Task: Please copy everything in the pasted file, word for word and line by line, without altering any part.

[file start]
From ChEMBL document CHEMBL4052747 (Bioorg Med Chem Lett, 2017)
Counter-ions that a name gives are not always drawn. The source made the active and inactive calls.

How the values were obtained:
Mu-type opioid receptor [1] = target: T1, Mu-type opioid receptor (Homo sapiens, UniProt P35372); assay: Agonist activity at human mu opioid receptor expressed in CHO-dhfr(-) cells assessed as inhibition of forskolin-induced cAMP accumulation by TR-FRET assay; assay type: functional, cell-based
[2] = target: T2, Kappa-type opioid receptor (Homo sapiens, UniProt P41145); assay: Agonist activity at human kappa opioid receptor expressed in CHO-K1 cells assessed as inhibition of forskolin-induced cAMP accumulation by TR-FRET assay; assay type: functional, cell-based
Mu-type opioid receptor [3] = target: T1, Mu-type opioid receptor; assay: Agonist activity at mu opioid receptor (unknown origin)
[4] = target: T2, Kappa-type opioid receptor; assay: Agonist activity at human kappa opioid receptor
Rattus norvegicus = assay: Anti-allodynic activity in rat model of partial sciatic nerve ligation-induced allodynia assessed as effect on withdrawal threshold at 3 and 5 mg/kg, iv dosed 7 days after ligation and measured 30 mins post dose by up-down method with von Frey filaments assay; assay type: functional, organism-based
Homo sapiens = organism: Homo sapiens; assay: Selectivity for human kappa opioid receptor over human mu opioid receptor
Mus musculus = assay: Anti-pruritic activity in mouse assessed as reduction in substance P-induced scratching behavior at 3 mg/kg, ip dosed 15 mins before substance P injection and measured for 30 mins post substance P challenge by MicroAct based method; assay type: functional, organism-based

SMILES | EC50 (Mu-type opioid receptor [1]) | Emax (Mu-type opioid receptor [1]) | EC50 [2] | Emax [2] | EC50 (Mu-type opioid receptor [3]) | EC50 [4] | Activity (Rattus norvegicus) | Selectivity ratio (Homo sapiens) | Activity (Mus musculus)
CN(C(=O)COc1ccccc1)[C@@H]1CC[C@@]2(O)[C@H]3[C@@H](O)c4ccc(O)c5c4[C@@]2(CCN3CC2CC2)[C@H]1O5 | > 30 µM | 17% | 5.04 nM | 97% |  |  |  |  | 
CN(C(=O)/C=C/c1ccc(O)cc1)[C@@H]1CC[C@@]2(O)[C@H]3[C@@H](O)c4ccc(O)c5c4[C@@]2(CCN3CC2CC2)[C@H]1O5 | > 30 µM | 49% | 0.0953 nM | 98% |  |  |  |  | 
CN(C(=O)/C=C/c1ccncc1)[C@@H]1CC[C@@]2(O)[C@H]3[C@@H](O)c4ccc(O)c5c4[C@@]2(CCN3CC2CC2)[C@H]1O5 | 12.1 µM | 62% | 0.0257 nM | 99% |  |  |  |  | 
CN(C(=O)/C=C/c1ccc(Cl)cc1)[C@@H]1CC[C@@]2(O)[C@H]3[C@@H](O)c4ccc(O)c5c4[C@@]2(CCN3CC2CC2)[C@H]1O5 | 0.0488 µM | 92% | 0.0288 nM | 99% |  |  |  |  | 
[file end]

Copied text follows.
From ChEMBL document CHEMBL4052747 (Bioorg Med Chem Lett, 2017)
Counter-ions that a name gives are not always drawn. The source made the active and inactive calls.

How the values were obtained:
Mu-type opioid receptor [1] = target: T1, Mu-type opioid receptor (Homo sapiens, UniProt P35372); assay: Agonist activity at human mu opioid receptor expressed in CHO-dhfr(-) cells assessed as inhibition of forskolin-induced cAMP accumulation by TR-FRET assay; assay type: functional, cell-based
[2] = target: T2, Kappa-type opioid receptor (Homo sapiens, UniProt P41145); assay: Agonist activity at human kappa opioid receptor expressed in CHO-K1 cells assessed as inhibition of forskolin-induced cAMP accumulation by TR-FRET assay; assay type: functional, cell-based
Mu-type opioid receptor [3] = target: T1, Mu-type opioid receptor; assay: Agonist activity at mu opioid receptor (unknown origin)
[4] = target: T2, Kappa-type opioid receptor; assay: Agonist activity at human kappa opioid receptor
Rattus norvegicus = assay: Anti-allodynic activity in rat model of partial sciatic nerve ligation-induced allodynia assessed as effect on withdrawal threshold at 3 and 5 mg/kg, iv dosed 7 days after ligation and measured 30 mins post dose by up-down method with von Frey filaments assay; assay type: functional, organism-based
Homo sapiens = organism: Homo sapiens; assay: Selectivity for human kappa opioid receptor over human mu opioid receptor
Mus musculus = assay: Anti-pruritic activity in mouse assessed as reduction in substance P-induced scratching behavior at 3 mg/kg, ip dosed 15 mins before substance P injection and measured for 30 mins post substance P challenge by MicroAct based method; assay type: functional, organism-based

SMILES | EC50 (Mu-type opioid receptor [1]) | Emax (Mu-type opioid receptor [1]) | EC50 [2] | Emax [2] | EC50 (Mu-type opioid receptor [3]) | EC50 [4] | Activity (Rattus norvegicus) | Selectivity ratio (Homo sapiens) | Activity (Mus musculus)
CN(C(=O)COc1ccccc1)[C@@H]1CC[C@@]2(O)[C@H]3[C@@H](O)c4ccc(O)c5c4[C@@]2(CCN3CC2CC2)[C@H]1O5 | > 30 µM | 17% | 5.04 nM | 97% |  |  |  |  | 
CN(C(=O)/C=C/c1ccc(O)cc1)[C@@H]1CC[C@@]2(O)[C@H]3[C@@H](O)c4ccc(O)c5c4[C@@]2(CCN3CC2CC2)[C@H]1O5 | > 30 µM | 49% | 0.0953 nM | 98% |  |  |  |  | 
CN(C(=O)/C=C/c1ccncc1)[C@@H]1CC[C@@]2(O)[C@H]3[C@@H](O)c4ccc(O)c5c4[C@@]2(CCN3CC2CC2)[C@H]1O5 | 12.1 µM | 62% | 0.0257 nM | 99% |  |  |  |  | 
CN(C(=O)/C=C/c1ccc(Cl)cc1)[C@@H]1CC[C@@]2(O)[C@H]3[C@@H](O)c4ccc(O)c5c4[C@@]2(CCN3CC2CC2)[C@H]1O5 | 0.0488 µM | 92% | 0.0288 nM | 99% |  |  |  |  | 